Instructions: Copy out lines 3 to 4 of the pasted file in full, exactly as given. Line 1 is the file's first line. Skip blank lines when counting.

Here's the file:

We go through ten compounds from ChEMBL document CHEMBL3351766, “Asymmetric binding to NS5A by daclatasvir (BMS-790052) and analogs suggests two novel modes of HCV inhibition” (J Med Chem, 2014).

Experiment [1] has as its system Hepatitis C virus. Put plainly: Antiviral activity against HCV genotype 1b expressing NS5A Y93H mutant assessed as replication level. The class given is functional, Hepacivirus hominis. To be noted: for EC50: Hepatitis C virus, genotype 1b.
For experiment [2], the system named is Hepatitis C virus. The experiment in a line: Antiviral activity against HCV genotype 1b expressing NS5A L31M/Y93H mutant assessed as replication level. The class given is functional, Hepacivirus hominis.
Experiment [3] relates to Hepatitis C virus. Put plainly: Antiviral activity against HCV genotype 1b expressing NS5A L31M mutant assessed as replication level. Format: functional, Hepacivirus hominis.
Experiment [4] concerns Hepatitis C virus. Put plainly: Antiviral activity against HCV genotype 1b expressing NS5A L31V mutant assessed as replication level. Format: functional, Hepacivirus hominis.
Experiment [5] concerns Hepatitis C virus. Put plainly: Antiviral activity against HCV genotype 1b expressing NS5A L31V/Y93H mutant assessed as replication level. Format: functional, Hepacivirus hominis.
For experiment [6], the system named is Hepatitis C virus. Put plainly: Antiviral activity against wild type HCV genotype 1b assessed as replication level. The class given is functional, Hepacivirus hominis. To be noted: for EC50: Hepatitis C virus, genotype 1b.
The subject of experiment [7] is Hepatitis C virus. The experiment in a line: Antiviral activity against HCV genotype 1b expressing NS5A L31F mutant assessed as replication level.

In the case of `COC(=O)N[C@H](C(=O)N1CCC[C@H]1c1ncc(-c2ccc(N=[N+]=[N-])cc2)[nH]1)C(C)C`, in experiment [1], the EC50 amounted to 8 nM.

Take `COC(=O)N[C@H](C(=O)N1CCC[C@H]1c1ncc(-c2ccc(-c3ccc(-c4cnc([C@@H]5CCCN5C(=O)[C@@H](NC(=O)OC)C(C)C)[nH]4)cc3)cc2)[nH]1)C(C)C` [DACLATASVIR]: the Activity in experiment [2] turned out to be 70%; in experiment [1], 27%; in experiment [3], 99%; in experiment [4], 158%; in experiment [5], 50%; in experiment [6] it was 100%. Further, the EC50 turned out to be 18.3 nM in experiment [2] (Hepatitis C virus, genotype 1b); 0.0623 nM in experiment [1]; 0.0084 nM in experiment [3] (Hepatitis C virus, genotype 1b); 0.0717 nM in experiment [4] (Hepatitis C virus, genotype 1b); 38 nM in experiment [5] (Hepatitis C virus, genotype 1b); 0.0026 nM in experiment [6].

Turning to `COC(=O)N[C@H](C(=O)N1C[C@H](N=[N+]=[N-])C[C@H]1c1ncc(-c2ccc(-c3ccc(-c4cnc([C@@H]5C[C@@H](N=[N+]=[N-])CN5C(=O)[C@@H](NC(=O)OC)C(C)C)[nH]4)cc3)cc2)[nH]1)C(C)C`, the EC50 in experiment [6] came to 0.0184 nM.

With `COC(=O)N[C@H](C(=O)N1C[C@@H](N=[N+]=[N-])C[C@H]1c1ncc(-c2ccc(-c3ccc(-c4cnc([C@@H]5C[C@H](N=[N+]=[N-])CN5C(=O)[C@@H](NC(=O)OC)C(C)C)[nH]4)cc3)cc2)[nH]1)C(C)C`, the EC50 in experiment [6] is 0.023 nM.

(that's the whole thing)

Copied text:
For experiment [2], the system named is Hepatitis C virus. The experiment in a line: Antiviral activity against HCV genotype 1b expressing NS5A L31M/Y93H mutant assessed as replication level. The class given is functional, Hepacivirus hominis.
Experiment [3] relates to Hepatitis C virus. Put plainly: Antiviral activity against HCV genotype 1b expressing NS5A L31M mutant assessed as replication level. Format: functional, Hepacivirus hominis.